Wilding the Chelsea Flower Show

by Kate Bradbury

In 1985, Chris Baines created the first ever wildlife garden at Chelsea... Apparently it caused quite a stir - wildflowers in those days were often dismissed as 'weeds'...

New Wild Garden at Chelsea 2011In 1985, Chris Baines created the first ever wildlife garden at the Chelsea Flower Show. Apparently it caused quite a stir - wildflowers in those days were often dismissed as 'weeds' - and his medal was mistakenly inscribed "Chris Baines, for a wildfire garden".

Now, 26 years later, the gardens at the RHS Chelsea Flower Show are awash not just with wildflowers, but with green roofs, ponds, streams and insect habitats. Indeed, these are such great gardens for wildlife, that on Sunday morning a couple of ducks were found in Ann Marie Powell's British Heart Foundation Garden and a frog was sat in the stream of the SKYShades Garden. When I arrived on Sunday, everything was buzzing with the sound of honey and bumblebees foraging on the variety of nectar and pollen on offer.

My favourite was the RBC New Wild Garden, designed by Nigel Dunnet, where there wasn't a weed in sight. Instead, urban dry stone walls incorporating insect habitats were surrounded by penstemons, geums, thrift, salvia, geraniums and scabious, against a backdrop of a green-roofed garden office and serene water pools.

I also liked the SKYShades Garden, designed by Marney Hall. Her garden depicted a range of wildlife habitats, including hedgerow and woodland planting schemes. There was also a gorgeous sculpture of two boxing hares.

Even more traditional ornamental gardens featured relaxed, wildlife-friendly planting. Cleve West's Daily Telegraph Garden was made using reclaimed Cotswold stone and yew hedging, along with nectar-rich plants including achillea, astrantia, erigeron and verbascums.

And, thanks to the warm, dry spring, the usual stalwarts of Chelsea - alliums and irises to name two - were few and far between. Instead, lavender, salvias, red valerian and geums took centre stage, bringing a hot, summery feel to the show.

Will you be visiting Chelsea? What will you make a beeline for?

View our Chelsea 2011 image gallery.

View our Chelsea exhibitors image gallery.

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Talkback: Wilding the Chelsea Flower Show
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Gardeners' World Web User 24/05/2011 at 08:37

Oh,dear, Kate. We bloggers seem to be more interested in blogs about bees and wasps than the great show that is Chelsea - really down-to-earth people I think. But just supposing I could have gone to Chelsea I would love to see the B&Q garden which is all edible plants, all the gardens classed as naturalistic and those which use wild flowers a lot and recycled materials. Which says a lot about my financial position I think! And of course I would search out the Alpine Garden Society display and any rare or endangered species just to see whether I could help by growing them. I never cease to be grateful to the people who saved the Gingko biloba tree from extinction by cultivating it every time i look at my beautiful young one and think present day gardeners should do the same for endangered species threatened by climate change like the high alpines. And many of our native wild flowers are threatened too so well done all the designers who featured them in Chelsea this year.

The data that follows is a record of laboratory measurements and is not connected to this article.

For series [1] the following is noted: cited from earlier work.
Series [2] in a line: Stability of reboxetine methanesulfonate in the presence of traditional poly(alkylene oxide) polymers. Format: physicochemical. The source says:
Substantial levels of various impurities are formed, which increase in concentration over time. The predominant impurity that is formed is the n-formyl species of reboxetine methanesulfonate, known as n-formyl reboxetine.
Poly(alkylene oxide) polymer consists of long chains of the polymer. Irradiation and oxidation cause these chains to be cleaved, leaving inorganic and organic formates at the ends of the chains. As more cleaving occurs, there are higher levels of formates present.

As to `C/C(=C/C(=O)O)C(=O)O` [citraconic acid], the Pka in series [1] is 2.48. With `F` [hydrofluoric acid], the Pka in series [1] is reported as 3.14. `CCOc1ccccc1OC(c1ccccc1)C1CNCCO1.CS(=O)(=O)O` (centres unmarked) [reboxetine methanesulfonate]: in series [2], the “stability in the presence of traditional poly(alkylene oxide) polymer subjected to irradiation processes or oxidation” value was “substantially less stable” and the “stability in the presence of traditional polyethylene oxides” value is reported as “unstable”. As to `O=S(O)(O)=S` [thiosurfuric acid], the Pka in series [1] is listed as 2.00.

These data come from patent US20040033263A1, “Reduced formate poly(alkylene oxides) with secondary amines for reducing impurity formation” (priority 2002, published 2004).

Gardeners' World Web User 24/05/2011 at 08:40

PS Thank goodness the plantings are only temporary since all that valerian would absolutely swamp the streets and buildings and walls of London if it was allowed to seed!

Gardeners' World Web User 24/05/2011 at 09:15

Thank you happymarion, perhaps I should have called the blog: 'Ducks and frogs at the Chelsea Flower Show'. I can't get valerian to grow in my garden (well, I have a small bit which has been munched by vine weevils) - but it's very welcome!

Gardeners' World Web User 24/05/2011 at 09:19

We have lots and lots of Valerian tearing the walls apart in our garden ;-)

Gardeners' World Web User 24/05/2011 at 15:36

I actually planted some valerian in my garden and was taken over. Luckly I removed the lot before I was unable to get up to the top of the steepest part of the garden. I am learning very quickly from this web site. Thanks to everybody I will have to change my screen name, as I am really spending more time in the garden and enjoying getting dirty.

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